Gardening and Writing

“Making compost is rather like living. If you wait until you can do a perfect job, you’ll never get started. Better to make a start and learn as you go.” Ann Mendenhall

A review of local literary journal, Greenwoman Magazine.

When we moved to Colorado Springs our backyard consisted of a concrete slab sidewalk that separated two very uninspiring pieces of dying weed-filled grass surrounded by a industrial looking chain link fence. 11 years later while not “perfect” now there are flagstones, raised beds, an herb garden, garden sculpture and weathered wooden fences. We didn’t wait to have the perfect garden we just slowly added what we loved.

Every gardening year is different; this year I chose to forgo the vegetable garden and just planted flowers. Cosmos, dahlias, zinnias, bachelor’s buttons, daisies, snapdragons, larkspur, sweet peas, sweet william, sunflowers, and many local wildflowers that are new to me. Onions, garlic, chives and a variety of squash I don’t particularly like ignored my request to just grow flowers and moved in from last year. I let them. I can’t imagine not having the garden…it has become as much a part of my life as writing.

Gardening works its way into my poetry. It reminds me to spend time with nature. It also connects me to the vulnerability and beauty of the earth like nothing else does. Editor Sandra Knauf obviously feels that connection. In the editor’s letter she writes, “I started this magazine for one reason–I believe in the transformative power of connecting with nature.”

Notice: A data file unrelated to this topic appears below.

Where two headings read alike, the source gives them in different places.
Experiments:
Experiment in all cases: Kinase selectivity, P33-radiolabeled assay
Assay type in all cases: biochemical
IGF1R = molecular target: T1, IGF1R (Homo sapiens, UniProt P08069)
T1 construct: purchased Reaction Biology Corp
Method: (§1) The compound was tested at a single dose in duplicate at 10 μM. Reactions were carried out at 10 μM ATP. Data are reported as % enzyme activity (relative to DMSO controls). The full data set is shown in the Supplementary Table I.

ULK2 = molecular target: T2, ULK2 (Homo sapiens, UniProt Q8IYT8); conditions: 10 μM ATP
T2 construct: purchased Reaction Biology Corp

She isn’t alone. The glossy covered 64-page newsprint magazine has fiction, creative nonfiction, commentary, poetry, comics, an interview with local author Carleen Brice, columns, art and a biography of Indian Plant Guru: Sir Jagadis Chandra Bose. Contributors include: Ana Maria Spagna, Bruce Holland Rogers, Maureen S. Fry, Bill McDorman, Carolyne Wright, Eve Syrovy, Stephen C. Thomas, Sandra Knauf and artists Kristian Angel, Kim Gravestock, Rachel Kloster and Jane Schwartz Gates. And many other writers that are new to me.

The size, layout, and formatting of this magazine are very visually appealing.  The creative nonfiction pieces chosen were varied from an amusing informative piece on raising chickens by Knauf to visiting a medical marijuana business in Boulder, Colorado by Pat Cook Gulya. There is a lot of good information in this magazine, prepare to be informed about seed saving, community gardening, eating organically, living simply and an in-depth column entitled Creature Feature by DB Rudin on the Praying Mantis.  I found myself picking up the magazine several times during the last two weeks to reread a poem, read one of the longer pieces or to research one of the writers. Black and white art and photography is used very effectively throughout the magazine to break up the longer pieces and to add a finished look to the articles. Ads and book reviews are relevant to gardening and don’t distract from the enjoyment of the magazine.

It’s exciting to have such a high quality literary magazine that’s locally grown. If the first issue is any indication Greenwoman Magazine will continue to flourish for many years. Congrats to Sandra Knauf and her talented staff for realizing their dream.

Writers: Submission guidelines are here. Next deadline September 30th.

If you’d like a subscription, you can subscribe online or write to Greenwoman Magazine PO Box 6587, Colo Spgs., CO 80935-6587.


The Writing Nag


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